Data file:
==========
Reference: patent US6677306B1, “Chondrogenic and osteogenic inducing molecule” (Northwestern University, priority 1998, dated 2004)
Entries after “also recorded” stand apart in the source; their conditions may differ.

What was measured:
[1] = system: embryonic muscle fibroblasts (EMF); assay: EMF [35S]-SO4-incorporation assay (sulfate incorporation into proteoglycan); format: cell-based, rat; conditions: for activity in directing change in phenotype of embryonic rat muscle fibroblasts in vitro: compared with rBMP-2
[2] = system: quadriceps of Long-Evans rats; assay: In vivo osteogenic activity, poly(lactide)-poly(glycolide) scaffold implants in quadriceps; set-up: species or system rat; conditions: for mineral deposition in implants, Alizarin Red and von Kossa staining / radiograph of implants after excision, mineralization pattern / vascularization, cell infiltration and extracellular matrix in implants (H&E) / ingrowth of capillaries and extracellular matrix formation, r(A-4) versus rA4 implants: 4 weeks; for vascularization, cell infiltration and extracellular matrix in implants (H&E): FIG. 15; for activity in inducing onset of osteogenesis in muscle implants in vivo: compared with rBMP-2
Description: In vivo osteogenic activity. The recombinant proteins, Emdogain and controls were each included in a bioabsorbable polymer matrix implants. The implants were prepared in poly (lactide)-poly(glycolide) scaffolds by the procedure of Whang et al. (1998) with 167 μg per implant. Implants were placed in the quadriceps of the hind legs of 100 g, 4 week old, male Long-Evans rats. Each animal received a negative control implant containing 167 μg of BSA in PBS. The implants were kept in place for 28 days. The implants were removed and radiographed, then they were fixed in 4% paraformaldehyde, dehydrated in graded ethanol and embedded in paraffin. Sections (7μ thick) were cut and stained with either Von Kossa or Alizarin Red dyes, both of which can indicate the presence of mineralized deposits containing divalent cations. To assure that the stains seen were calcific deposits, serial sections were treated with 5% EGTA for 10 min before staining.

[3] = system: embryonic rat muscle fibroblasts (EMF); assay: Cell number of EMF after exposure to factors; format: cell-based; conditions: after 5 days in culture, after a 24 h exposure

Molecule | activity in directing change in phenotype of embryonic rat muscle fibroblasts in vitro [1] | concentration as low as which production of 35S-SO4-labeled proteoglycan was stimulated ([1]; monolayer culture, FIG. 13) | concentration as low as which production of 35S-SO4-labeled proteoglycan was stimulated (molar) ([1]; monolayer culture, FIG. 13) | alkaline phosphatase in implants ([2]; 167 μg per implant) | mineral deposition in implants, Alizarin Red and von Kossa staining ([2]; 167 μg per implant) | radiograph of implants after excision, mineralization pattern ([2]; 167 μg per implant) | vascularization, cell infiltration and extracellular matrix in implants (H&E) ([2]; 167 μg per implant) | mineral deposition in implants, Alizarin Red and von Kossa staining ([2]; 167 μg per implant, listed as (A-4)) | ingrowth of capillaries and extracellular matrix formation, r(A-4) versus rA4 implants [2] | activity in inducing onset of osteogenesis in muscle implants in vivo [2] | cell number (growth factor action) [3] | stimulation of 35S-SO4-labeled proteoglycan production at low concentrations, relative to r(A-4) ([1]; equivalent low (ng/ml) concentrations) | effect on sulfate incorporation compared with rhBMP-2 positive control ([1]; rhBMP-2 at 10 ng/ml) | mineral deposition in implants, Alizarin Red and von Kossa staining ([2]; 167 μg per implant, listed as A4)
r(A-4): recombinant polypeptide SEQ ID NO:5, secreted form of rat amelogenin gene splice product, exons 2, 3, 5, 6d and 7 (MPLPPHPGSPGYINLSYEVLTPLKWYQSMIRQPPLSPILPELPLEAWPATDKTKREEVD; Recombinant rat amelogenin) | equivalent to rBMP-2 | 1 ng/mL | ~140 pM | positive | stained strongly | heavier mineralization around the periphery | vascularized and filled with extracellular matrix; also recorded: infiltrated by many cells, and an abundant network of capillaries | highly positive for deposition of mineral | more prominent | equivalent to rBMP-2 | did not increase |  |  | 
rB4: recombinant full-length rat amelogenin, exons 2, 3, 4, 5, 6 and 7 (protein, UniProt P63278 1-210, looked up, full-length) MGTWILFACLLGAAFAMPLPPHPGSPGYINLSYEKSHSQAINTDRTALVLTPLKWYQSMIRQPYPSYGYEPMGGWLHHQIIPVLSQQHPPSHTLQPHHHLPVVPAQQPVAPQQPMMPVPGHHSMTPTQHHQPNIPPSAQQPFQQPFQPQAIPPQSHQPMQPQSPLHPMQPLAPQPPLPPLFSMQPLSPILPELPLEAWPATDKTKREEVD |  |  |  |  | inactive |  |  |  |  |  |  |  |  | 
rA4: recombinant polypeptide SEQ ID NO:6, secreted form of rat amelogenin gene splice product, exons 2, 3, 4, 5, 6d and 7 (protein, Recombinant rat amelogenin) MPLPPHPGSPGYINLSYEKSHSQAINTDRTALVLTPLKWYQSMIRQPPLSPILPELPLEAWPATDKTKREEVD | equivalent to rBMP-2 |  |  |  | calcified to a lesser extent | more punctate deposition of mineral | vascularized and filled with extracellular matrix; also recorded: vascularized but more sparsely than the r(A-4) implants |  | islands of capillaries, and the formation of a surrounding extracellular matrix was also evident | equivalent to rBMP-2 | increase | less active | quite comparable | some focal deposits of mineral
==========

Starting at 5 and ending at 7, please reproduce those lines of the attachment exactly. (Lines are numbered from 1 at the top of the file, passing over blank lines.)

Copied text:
[2] = system: quadriceps of Long-Evans rats; assay: In vivo osteogenic activity, poly(lactide)-poly(glycolide) scaffold implants in quadriceps; set-up: species or system rat; conditions: for mineral deposition in implants, Alizarin Red and von Kossa staining / radiograph of implants after excision, mineralization pattern / vascularization, cell infiltration and extracellular matrix in implants (H&E) / ingrowth of capillaries and extracellular matrix formation, r(A-4) versus rA4 implants: 4 weeks; for vascularization, cell infiltration and extracellular matrix in implants (H&E): FIG. 15; for activity in inducing onset of osteogenesis in muscle implants in vivo: compared with rBMP-2
Description: In vivo osteogenic activity. The recombinant proteins, Emdogain and controls were each included in a bioabsorbable polymer matrix implants. The implants were prepared in poly (lactide)-poly(glycolide) scaffolds by the procedure of Whang et al. (1998) with 167 μg per implant. Implants were placed in the quadriceps of the hind legs of 100 g, 4 week old, male Long-Evans rats. Each animal received a negative control implant containing 167 μg of BSA in PBS. The implants were kept in place for 28 days. The implants were removed and radiographed, then they were fixed in 4% paraformaldehyde, dehydrated in graded ethanol and embedded in paraffin. Sections (7μ thick) were cut and stained with either Von Kossa or Alizarin Red dyes, both of which can indicate the presence of mineralized deposits containing divalent cations. To assure that the stains seen were calcific deposits, serial sections were treated with 5% EGTA for 10 min before staining.

[3] = system: embryonic rat muscle fibroblasts (EMF); assay: Cell number of EMF after exposure to factors; format: cell-based; conditions: after 5 days in culture, after a 24 h exposure